On recent solar encounters, Parker Solar Probe collected data pinpointing the origin of zig-zag-shaped structures in the solar wind, called switchbacks. The data showed one spot switchbacks originate is at the visible surface of the Sun – the photosphere.
By the time it reaches Earth, 93 million miles away, the solar wind is an unrelenting headwind of particles and magnetic fields. But as it escapes the Sun, the solar wind is structured and patchy. In the mid-1990s, the NASA-European Space Agency mission Ulysses flew over the Sun’s poles and discovered a handful of bizarre S-shaped kinks in the solar wind’s magnetic field lines, which detoured charged particles on a zig-zag path as they escaped the Sun. For decades, scientists thought these occasional switchbacks were oddities confined to the Sun’s polar regions.
In 2019, at 34 solar radii from the Sun, Parker Solar Probe discovered that switchbacks were not rare, but common in the solar wind. This renewed interest in the features raised new questions: Where are they coming from and how do they form and evolve? Were they forged at the surface of the Sun, or shaped by some process kinking magnetic fields in the solar atmosphere?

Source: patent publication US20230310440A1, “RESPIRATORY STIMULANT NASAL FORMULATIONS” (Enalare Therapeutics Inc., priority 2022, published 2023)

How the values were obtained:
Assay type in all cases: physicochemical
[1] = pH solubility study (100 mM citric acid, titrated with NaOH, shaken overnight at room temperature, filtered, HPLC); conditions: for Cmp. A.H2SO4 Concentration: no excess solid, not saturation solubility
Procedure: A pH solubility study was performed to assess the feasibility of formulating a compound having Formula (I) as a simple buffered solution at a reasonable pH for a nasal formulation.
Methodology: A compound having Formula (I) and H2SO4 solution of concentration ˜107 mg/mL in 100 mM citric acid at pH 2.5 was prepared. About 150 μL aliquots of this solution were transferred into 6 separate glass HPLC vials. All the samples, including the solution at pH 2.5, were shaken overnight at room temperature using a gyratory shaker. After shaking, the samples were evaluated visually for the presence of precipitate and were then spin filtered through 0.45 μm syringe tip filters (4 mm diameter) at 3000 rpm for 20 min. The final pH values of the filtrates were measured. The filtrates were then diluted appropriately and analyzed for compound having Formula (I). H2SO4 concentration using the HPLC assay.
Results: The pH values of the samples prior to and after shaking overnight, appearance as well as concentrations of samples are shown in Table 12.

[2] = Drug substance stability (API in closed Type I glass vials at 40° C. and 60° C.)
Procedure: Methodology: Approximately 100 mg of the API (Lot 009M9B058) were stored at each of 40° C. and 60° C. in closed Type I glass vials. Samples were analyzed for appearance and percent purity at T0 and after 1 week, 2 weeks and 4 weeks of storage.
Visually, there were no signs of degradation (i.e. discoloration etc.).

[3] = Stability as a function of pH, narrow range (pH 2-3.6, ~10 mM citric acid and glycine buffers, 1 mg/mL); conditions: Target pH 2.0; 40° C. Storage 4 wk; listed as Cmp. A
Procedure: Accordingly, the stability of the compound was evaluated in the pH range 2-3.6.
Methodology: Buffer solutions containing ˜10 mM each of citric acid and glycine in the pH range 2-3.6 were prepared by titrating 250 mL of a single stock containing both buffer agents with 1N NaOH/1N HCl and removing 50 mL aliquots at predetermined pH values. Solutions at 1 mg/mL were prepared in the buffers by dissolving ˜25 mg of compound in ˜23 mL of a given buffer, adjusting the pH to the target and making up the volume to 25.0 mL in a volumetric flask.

The new findings, in press at the Astrophysical Journal, finally confirm one origin point near the solar surface.
Data from Parker Solar Probe has traced the origin of switchbacks – magnetic zig-zag structures in the solar wind – back to the solar surface. At the surface, magnetic funnels emerge from the photosphere between convection cell structures called supergranules. Switchbacks form inside the funnels and rise into the corona and are pushed out on the solar wind.